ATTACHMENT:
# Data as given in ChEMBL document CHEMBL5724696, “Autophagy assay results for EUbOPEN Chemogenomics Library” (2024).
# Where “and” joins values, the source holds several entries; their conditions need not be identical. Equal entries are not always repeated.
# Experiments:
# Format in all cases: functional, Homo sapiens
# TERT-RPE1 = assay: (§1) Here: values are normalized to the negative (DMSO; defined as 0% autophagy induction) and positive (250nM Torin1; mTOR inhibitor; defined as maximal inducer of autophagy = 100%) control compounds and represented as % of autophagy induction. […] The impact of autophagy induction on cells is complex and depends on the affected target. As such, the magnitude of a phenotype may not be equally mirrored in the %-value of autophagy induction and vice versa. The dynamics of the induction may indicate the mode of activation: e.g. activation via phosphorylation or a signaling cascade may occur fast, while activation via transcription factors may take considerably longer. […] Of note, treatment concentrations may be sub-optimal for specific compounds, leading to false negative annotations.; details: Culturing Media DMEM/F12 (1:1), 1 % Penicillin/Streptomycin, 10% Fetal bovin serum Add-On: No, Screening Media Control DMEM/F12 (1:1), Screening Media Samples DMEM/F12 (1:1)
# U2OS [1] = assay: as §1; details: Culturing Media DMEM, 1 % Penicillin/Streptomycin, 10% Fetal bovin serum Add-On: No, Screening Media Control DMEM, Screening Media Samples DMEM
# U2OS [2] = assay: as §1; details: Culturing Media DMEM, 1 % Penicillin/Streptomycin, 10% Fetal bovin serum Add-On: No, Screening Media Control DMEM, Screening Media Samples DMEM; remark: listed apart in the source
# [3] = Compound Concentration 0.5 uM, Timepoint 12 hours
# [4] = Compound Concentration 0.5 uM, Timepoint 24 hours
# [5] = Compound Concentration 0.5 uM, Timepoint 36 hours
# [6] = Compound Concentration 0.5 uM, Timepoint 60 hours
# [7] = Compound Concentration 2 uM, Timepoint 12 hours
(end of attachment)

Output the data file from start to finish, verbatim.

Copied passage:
# Data as given in ChEMBL document CHEMBL5724696, “Autophagy assay results for EUbOPEN Chemogenomics Library” (2024).
# Where “and” joins values, the source holds several entries; their conditions need not be identical. Equal entries are not always repeated.
# Experiments:
# Format in all cases: functional, Homo sapiens
# TERT-RPE1 = assay: (§1) Here: values are normalized to the negative (DMSO; defined as 0% autophagy induction) and positive (250nM Torin1; mTOR inhibitor; defined as maximal inducer of autophagy = 100%) control compounds and represented as % of autophagy induction. […] The impact of autophagy induction on cells is complex and depends on the affected target. As such, the magnitude of a phenotype may not be equally mirrored in the %-value of autophagy induction and vice versa. The dynamics of the induction may indicate the mode of activation: e.g. activation via phosphorylation or a signaling cascade may occur fast, while activation via transcription factors may take considerably longer. […] Of note, treatment concentrations may be sub-optimal for specific compounds, leading to false negative annotations.; details: Culturing Media DMEM/F12 (1:1), 1 % Penicillin/Streptomycin, 10% Fetal bovin serum Add-On: No, Screening Media Control DMEM/F12 (1:1), Screening Media Samples DMEM/F12 (1:1)
# U2OS [1] = assay: as §1; details: Culturing Media DMEM, 1 % Penicillin/Streptomycin, 10% Fetal bovin serum Add-On: No, Screening Media Control DMEM, Screening Media Samples DMEM
# U2OS [2] = assay: as §1; details: Culturing Media DMEM, 1 % Penicillin/Streptomycin, 10% Fetal bovin serum Add-On: No, Screening Media Control DMEM, Screening Media Samples DMEM; remark: listed apart in the source
# [3] = Compound Concentration 0.5 uM, Timepoint 12 hours
# [4] = Compound Concentration 0.5 uM, Timepoint 24 hours
# [5] = Compound Concentration 0.5 uM, Timepoint 36 hours
# [6] = Compound Concentration 0.5 uM, Timepoint 60 hours
# [7] = Compound Concentration 2 uM, Timepoint 12 hours